Eckhart Tolle offers a bit of magic where thought is concerned. He often suggests that we be the ultimate observer, watching our thoughts as well as our feelings. The secret sauce is to watch without judgment. When doing so, you might be surprised at what you observe creeping through the door: Scarcity Mindset.
How to Identify Scarcity Mindset
Sometimes your behaviors will indicate scarcity mindset. Recently, I met a woman that was an avid journaler. Journaling was a daily practice in her life; one that brought her great joy and served as a foundation for her practices involving gratitude, abundance, and spiritual evolution. She had purchased herself a couple of new journals that were really quite grand in appearance. She loved the way they looked and felt. Yet there they sat. Empty. She continued her daily journaling practice by writing in her composition notebook as she always had. Through discussion, we peeled back the layers of the onion only to discover that she somehow felt that she shouldn't waste such beautiful pages on her day-to-day life. The belief that her daily thoughts and experiences will not be good enough, deep enough, eventful enough to warrant using the beautiful instrument is a marker of scarcity mindset. We want to change our lives, follow our bliss, and live in abundance, and yet we cling to the belief that deep thoughts and beautiful experiences are in limited supply? Moreover, we insist that our day-to-day experience is somehow subpar and not worthy of beauty? How can we attract beauty if we avoid it? How can we attract abundance if we avoid it?
As children, many of us were told that our "good clothes" were reserved for Sundays and special occasions. We were taught to favor our scrubby clothes because it was "okay to ruin them." I must admit that I have spent years working to reverse the messaging of that learned behavior. How many times have you walked to your closet and avoided your favorite sweater, selecting one that you didn't really care for? Selected the least favorite t-shirt from the drawer? Again, this is a marker of scarcity mindset. Perhaps this is why the process of clearing and decluttering is found in so many abundance practices. If we clear away that which we do not love, we create an environment for ourselves that only really contains that which we do love. If we aren't defaulting to the old habits of using items that are somehow of lesser quality or desirability than the ones we really want, there are fewer traps set to lure us into scarcity mindset yet again. Is it truly better to have possession of your favorite sweater forever because you never actually wear it? What happens if you wear it and it eventually wears out? Would you ever truly regret the numerous times you put it on and felt terrific? We want to follow our bliss and live in abundance and yet we avoid wearing sweaters that make us look and feel amazing?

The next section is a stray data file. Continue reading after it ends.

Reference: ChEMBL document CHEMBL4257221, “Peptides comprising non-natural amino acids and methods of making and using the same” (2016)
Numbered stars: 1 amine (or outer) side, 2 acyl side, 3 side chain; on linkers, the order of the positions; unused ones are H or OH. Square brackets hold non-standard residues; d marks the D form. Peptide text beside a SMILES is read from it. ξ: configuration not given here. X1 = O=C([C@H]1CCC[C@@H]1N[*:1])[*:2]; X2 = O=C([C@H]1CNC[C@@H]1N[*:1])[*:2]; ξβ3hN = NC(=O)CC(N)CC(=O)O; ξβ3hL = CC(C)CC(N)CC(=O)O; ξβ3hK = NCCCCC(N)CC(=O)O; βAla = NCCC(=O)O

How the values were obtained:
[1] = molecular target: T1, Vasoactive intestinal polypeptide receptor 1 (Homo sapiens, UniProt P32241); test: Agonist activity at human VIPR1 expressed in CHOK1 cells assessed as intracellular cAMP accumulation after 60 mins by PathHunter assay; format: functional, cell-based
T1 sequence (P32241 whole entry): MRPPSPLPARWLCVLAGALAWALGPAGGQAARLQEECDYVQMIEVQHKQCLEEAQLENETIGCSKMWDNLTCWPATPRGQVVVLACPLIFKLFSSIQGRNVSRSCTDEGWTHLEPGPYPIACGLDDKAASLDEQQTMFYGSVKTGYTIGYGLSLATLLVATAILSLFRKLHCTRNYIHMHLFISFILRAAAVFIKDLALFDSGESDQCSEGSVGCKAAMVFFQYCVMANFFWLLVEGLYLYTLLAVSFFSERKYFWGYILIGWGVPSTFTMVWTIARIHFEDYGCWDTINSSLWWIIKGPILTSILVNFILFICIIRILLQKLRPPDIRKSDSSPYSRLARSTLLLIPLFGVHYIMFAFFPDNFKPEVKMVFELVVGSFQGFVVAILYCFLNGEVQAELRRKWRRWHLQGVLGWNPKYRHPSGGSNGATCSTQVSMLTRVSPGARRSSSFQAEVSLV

Sometimes your words will indicate scarcity mindset. Do you use phrases like "I'm broke" to describe the present moment? This is problematic on a number of levels. First, that's all relative, and you probably really aren't. Moreover, the implication is that there is something wrong with you or the state of your experience. Again, that's probably not true. Also, using the phrase "I'm broke" doesn't exactly inspire positive emotions. When using the phrase "I'm broke," what do you really mean? Is it a nonconfrontational way of not making plans with someone? Perhaps it's really that you value saving money more than the other option in question. It's entirely more empowering to decline an invitation in some other way. If it's a lunch invitation, "I usually pack my lunch if you'd care to join me tomorrow" feels significantly better than "I'm broke." Perhaps sprinkle in a little gratitude practice along the way "Thanks, but I seriously made an amazing salad." Other phrases such as "I can't afford it" or I don't have enough ____" are oftentimes markers of scarcity mindset. Really, the list almost endless.
So, what can you do?
The first step is to catch the thought. We must notice ourselves repeating these thoughts before we can make any changes. Next, once you realize the tape keeps playing that same sound clip, stop the tape. Stop that thought dead in its tracks. Then try to replace it with a thought that feels better (and is probably closer to the truth). If scarcity mindset is presenting itself through the manner in which you interact with your possessions, perhaps it's worth running an experiment. How would you feel if you wore your favorite sweater rather than the one that's a bit beaten-up? Use the nice journal on a random Tuesday. Eat on the China one day just because you love it. Remember, you're not wasting things if you're using them and they make you feel really good. If you want to take things a bit further, you might even consider ways to declutter your space or certain categories of your possessions. Perhaps removing things you don't love will help you to realize that you deserve to surround yourself with things you do love and that you deserve to use them.
If you've had success overcoming scarcity mindset, I'd love to hear some of your strategies below!